every sunday night we go over to my mom’s for dinner. it all started a few years ago when the refuge used to meet on sunday nights; when she’d come i’d give her $20 to take the kids to mcdonald’s on the way home for me. she hates fast food and after a few weeks said “i’m going to make good food at my house for everyone instead”. several years ago the refuge moved to saturday night but we still go over to her house faithfully every sunday for good food & cable tv. then my inlaws helped me on mondays when i was teaching a class a few years ago and now we still go there every single monday night for dinner. these two traditions have become a beautiful part of our week.
on sundays, when it’s someone’s birthday or special occasion, we do a fun ritual of blessing that we call “affirmations.” it was my husband, jose’s, idea. basically, whoever’s special day it is receives love & good things from every person there. we each go around and share what we love and appreciate about that person. it’s really evolved into something deep and meaningful.
in may it was my jose’s birthday & so his parents were there celebrating, too. as we went around telling jose all the things we love about him, it became his dad’s turn. my father in law, roberto, is one of the most precious, dear, loving people i have ever known. his only child, only son, is the treasure of his heart, and when jose was 4 he left all he knew in el salvador to build a new life for his family in the united states. when roberto started to share his heart for jose, no words came out, and he burst out bawling, overwhelmed with love for his son that couldn’t be expressed in words. it was a holy moment that i will never forget.
my husband is loved well by his daddy. and he loves my babies well, too. he is seriously an amazing father to our 5 little bunnies and has that same heart and dedication to them that my father in law does to him.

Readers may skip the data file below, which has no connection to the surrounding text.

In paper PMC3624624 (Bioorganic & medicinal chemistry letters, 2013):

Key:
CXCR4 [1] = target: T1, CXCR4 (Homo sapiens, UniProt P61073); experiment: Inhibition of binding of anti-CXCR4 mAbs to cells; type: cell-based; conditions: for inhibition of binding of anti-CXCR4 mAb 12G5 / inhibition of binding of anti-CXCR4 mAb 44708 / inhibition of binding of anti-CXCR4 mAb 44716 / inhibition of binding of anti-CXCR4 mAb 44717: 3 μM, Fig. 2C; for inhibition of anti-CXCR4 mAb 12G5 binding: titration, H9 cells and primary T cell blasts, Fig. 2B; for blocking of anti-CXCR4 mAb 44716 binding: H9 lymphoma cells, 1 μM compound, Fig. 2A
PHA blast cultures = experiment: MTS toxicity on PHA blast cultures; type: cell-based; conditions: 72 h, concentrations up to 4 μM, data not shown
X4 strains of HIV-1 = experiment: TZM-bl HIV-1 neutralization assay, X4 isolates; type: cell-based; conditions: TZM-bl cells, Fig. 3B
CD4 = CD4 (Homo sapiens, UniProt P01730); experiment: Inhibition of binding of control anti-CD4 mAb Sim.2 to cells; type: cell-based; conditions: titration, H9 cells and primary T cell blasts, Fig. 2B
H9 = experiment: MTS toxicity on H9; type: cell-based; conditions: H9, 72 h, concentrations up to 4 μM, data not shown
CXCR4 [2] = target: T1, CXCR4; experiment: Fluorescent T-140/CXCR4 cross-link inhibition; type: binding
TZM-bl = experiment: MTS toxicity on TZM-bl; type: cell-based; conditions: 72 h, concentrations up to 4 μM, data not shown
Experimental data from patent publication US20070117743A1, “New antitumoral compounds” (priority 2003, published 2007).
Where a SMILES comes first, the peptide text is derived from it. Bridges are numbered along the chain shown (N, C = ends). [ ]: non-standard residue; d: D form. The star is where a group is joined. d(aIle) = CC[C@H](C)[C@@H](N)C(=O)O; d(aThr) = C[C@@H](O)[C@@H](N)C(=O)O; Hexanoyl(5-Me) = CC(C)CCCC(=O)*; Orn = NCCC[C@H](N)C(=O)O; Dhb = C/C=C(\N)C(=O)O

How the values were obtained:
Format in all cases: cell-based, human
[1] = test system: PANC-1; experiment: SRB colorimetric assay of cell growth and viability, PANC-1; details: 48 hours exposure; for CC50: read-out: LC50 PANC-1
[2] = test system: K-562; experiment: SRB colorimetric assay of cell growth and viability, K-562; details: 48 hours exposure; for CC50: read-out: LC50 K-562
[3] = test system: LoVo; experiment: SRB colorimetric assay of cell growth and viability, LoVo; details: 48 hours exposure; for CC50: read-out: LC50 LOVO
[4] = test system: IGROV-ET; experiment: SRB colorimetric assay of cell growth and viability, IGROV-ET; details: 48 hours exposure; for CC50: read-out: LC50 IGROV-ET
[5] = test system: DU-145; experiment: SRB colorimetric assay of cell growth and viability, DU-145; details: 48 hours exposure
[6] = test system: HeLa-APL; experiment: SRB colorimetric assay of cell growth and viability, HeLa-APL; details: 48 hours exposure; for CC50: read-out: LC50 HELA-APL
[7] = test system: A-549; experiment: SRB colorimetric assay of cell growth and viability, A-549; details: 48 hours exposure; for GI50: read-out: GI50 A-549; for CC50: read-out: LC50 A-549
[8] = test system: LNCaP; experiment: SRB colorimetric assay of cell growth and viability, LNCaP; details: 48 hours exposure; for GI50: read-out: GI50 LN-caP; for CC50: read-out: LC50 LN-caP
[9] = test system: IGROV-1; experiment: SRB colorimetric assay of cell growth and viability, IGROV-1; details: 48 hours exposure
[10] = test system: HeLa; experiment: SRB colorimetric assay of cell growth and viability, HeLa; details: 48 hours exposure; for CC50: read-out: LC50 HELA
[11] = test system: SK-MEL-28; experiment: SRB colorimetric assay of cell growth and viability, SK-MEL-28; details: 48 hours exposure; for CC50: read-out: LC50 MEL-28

my dad is a good man, too. he’s got a heart of gold and is seriously sweet and kind. the only trouble is that he also hasn’t had a sober day in 44 years. not one. he lives in an RV in a trailer park in northern california and i only talk to him when i call him. he loves me. his heart toward me is good, but the reality is that he can never give me the kind of love, stability and support that i deeply long for.
it’s made believing in God’s love for me harder. it just has. i connect with my dad when i reach out to him, but he rarely if ever reaches out to me. it used to feel that way with God, too. like it was all up to me. i was pretty much on my own & if i wanted something, then it was up to me to pursue it. that message has created a lot of trouble for me in my life. it’s tiring. it’s sad. it’s lonely.
i know in my head that’s not true about God but my heart has wrestled with feeling differently. all my wacked-out-God-stuff isn’t all my dad’s fault, but i know he hasn’t helped.
then, a chunk of years ago i met my friend mike. we became connected through a recovery ministry and over time he began to do some of the things that a good daddy would do. he showed up for things i was doing. he told me he was proud of me. he prayed for me. he hugged me and told me he loved me. he listened when i cried. he worried about me. in loving redemptive community like this, part of my soul has been restored. he’s helped me restore some of my relationship with God & myself & my real dad, too.
his daddy love is what i needed.
in the body of Christ, we are supposed to be mothers & fathers & sisters & brothers & daughters & sons for each other. it’s hard to pull off because it requires intimacy, work, risk, trust, and a host of other things we are scared to do. but in the end, so much healing and transformation can happen.
i was thinking yesterday how the world doesn’t need more “strong men who can lead and take control”. the world needs more “strong, kind men who can love deeply & passionately & freely”, who are willing to risk their time and heart and egos and pride to love their families–both biological & adopted–through little-pockets-of-love.
i am blessed to be part of a community where men cry and love and care for others and participate in healing wounds that need healing. they reflect Jesus and help restore dignity & worth in places it’s been stripped. it can’t fully replace the love and presence of our biological families, but it sure can help this side of heaven. so many of us have been orphaned, physically and emotionally.
the world needs more daddies (and mommies, too, but it’s father’s day)
thank you, dear men who offer your hope, presence, and love to others. you matter.
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ps: this picture is of my oldest son, my father-in-law, and jose. i love this picture.